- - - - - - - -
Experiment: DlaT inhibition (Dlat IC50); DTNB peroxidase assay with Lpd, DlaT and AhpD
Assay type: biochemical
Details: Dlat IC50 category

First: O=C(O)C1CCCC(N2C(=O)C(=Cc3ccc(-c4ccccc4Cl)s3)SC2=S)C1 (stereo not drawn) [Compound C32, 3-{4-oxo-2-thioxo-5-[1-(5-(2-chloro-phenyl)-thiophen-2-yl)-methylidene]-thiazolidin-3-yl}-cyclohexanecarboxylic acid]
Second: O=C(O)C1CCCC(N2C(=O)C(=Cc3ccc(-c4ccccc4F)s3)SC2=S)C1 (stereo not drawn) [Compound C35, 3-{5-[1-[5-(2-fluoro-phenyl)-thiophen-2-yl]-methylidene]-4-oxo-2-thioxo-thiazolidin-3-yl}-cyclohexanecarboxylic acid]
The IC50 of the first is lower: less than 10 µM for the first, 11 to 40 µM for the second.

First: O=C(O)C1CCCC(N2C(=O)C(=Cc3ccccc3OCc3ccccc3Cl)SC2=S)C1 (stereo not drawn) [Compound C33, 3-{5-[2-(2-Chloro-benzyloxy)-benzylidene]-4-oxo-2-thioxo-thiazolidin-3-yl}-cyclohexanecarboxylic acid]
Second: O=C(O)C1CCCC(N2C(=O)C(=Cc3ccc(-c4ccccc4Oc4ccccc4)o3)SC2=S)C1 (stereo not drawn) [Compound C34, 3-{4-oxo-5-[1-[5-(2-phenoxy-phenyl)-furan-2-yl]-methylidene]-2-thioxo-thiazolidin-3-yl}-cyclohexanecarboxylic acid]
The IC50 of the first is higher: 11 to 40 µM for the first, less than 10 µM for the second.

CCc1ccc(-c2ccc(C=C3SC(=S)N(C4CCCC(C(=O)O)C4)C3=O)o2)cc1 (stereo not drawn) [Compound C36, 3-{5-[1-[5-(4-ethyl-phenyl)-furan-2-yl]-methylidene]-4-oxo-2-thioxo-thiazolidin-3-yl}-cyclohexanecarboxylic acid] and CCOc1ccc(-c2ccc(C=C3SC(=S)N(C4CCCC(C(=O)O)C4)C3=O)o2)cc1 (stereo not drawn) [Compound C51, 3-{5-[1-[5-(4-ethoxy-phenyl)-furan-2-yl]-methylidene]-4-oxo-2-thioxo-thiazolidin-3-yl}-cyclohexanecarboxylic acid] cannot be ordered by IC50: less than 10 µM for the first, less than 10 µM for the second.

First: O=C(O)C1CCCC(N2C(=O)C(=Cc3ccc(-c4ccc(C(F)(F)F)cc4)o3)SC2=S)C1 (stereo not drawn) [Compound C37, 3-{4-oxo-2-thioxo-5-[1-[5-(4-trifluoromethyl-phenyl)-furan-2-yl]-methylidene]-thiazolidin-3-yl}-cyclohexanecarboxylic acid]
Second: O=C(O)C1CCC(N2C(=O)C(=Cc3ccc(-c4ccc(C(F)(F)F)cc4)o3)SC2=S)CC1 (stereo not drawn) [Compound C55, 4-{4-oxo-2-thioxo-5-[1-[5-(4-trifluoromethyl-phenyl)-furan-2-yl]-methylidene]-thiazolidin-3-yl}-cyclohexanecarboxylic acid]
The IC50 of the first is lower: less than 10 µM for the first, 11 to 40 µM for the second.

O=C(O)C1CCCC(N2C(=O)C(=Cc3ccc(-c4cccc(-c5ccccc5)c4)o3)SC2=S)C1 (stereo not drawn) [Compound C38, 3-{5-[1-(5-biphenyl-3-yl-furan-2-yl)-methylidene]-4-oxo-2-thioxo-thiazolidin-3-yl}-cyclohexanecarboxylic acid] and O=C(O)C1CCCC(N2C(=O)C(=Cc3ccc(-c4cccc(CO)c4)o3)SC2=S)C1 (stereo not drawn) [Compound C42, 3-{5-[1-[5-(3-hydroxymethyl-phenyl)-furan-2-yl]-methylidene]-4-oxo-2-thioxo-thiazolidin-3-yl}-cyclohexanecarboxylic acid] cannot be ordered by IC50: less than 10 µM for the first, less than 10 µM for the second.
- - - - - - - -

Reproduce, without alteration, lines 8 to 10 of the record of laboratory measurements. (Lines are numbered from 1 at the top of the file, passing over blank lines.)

Second: O=C(O)C1CCCC(N2C(=O)C(=Cc3ccc(-c4ccccc4Oc4ccccc4)o3)SC2=S)C1 (stereo not drawn) [Compound C34, 3-{4-oxo-5-[1-[5-(2-phenoxy-phenyl)-furan-2-yl]-methylidene]-2-thioxo-thiazolidin-3-yl}-cyclohexanecarboxylic acid]
The IC50 of the first is higher: 11 to 40 µM for the first, less than 10 µM for the second.

CCc1ccc(-c2ccc(C=C3SC(=S)N(C4CCCC(C(=O)O)C4)C3=O)o2)cc1 (stereo not drawn) [Compound C36, 3-{5-[1-[5-(4-ethyl-phenyl)-furan-2-yl]-methylidene]-4-oxo-2-thioxo-thiazolidin-3-yl}-cyclohexanecarboxylic acid] and CCOc1ccc(-c2ccc(C=C3SC(=S)N(C4CCCC(C(=O)O)C4)C3=O)o2)cc1 (stereo not drawn) [Compound C51, 3-{5-[1-[5-(4-ethoxy-phenyl)-furan-2-yl]-methylidene]-4-oxo-2-thioxo-thiazolidin-3-yl}-cyclohexanecarboxylic acid] cannot be ordered by IC50: less than 10 µM for the first, less than 10 µM for the second.